A Nation of Entrepreneurs


One of the most important sources of this country’s greatness has always been its entrepreneurial spirit. We are a nation of entrepreneurs, always looking to use the resources and skills we have to make life better for ourselves—and for everyone around us.

So many of the great innovations have gotten their start here. In a very short time, the United States built a legacy of creativity and growth that has made life better for billions of people all over the world. From the cotton gin to the light bulb to the iPhone, America has been the source of life-changing invention and innovation.

The brightest minds from around the world want to come here to study and work. We have hundreds of thousands of new startups every month, representing millions of people who are looking for new ways to solve our problems and help people. And it’s not just a bunch of technology savants in their garages and dorm rooms, either; it’s seniors, early retirees, and people who want to be their own boss instead of working for somebody else.

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But we cannot be complacent about the future of entrepreneurship in this country. We need to instill values of hard work and perseverance to overcome obstacles and failures. We need to encourage people to think differently about problems and not just do everything the same way everywhere. We need to celebrate the people who do great things that make our lives better and create jobs. And we need to make it easy for would-be entrepreneurs to start their businesses.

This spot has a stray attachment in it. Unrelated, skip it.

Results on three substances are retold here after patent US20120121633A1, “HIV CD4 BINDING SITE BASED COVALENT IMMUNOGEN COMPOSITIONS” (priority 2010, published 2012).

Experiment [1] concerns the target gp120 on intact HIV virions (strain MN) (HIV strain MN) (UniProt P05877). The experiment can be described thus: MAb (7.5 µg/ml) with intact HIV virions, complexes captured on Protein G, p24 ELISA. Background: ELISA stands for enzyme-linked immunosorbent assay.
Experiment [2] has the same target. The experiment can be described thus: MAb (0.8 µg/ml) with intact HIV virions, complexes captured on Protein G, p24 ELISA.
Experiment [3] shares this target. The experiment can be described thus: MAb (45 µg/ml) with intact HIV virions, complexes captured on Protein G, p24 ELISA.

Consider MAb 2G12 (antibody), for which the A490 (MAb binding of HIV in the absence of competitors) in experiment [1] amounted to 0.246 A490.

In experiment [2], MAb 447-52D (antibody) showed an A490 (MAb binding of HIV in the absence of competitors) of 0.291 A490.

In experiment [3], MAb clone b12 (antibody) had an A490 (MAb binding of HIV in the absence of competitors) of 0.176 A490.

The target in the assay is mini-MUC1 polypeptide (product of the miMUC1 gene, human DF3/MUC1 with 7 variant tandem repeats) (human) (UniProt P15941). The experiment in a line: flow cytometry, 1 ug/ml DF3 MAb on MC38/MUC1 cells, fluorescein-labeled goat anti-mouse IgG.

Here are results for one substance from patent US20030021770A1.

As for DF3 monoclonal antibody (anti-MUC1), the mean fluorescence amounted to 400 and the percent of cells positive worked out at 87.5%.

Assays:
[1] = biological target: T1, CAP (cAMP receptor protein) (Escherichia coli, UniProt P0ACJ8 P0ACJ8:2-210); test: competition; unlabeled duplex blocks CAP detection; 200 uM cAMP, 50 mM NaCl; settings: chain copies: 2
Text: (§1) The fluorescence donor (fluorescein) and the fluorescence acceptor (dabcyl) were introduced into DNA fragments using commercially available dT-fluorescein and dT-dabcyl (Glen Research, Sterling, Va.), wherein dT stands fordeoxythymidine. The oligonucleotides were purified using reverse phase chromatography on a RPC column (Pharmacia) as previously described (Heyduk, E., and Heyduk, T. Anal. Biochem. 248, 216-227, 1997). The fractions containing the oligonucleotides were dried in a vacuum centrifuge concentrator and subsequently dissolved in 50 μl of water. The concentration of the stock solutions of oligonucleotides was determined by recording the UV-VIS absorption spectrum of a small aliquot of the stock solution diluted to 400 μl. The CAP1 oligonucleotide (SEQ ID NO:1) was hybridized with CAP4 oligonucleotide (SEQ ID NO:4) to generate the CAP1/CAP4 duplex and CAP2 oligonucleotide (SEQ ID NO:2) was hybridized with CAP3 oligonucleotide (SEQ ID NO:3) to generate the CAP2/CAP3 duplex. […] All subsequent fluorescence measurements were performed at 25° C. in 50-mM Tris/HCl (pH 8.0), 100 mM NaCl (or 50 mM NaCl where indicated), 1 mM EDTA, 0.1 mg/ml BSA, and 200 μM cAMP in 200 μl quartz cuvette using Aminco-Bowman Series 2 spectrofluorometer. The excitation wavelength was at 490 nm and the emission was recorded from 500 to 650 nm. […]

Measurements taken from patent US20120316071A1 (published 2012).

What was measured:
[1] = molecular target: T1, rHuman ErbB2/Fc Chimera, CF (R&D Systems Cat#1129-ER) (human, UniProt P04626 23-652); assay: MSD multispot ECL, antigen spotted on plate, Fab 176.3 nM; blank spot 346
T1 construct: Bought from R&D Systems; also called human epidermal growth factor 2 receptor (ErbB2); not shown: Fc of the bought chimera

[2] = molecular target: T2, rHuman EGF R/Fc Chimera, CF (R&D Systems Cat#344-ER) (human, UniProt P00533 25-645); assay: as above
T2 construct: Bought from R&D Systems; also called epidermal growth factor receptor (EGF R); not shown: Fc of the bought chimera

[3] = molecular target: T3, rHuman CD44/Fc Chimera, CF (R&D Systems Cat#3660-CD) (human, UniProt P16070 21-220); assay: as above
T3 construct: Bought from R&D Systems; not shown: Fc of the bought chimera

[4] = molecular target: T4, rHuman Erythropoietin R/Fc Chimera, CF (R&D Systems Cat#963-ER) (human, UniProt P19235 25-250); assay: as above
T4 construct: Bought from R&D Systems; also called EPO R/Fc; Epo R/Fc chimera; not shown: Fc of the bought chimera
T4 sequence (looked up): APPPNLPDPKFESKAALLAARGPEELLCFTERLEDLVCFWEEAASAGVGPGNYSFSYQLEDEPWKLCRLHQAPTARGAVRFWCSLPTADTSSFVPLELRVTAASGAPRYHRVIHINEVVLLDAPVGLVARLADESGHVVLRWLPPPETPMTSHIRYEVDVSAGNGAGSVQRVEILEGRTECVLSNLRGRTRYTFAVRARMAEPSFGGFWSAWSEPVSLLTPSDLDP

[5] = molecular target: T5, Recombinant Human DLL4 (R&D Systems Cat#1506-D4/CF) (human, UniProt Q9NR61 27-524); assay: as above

In business—as in football—you can never stop. You always have to find ways to get better and smarter. To maintain our position as a center for entrepreneurship and innovation, we have to keep getting better. We can do a better job of educating entrepreneurs, and encouraging everyone to stay active and engaged. I am optimistic about our future, but it will require hard work.

Our growth will always be linked to the passion and willingness of our people to set off and start their own businesses and add value to their communities. A culture with a passion for entrepreneurship. That doesn’t mean politicians in Washington; that means every one of us encouraging others to think different, take risks, and help people.

I think we can do it.

This article was originally published by AMAC SBS

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Fran Tarkenton

Fran Tarkenton is an entrepreneur and NFL Hall of Famer, and the founder of GoSmallBiz.com and Tarkenton Companies. With a passion for small business, he’s started more than 20 businesses during and after his NFL career. Fran is a small business coach for entrepreneurs and business owners, providing advice and guidance through sites such as GoSmallBiz.com, SmallBizClub.com, and more. He has written about business issues in the Wall Street Journal, U.S. New and World Report, and USA Today, along with regular appearances on CNN, Fox News, and MSNBC. You can follow Fran on Twitter @Fran_Tarkenton.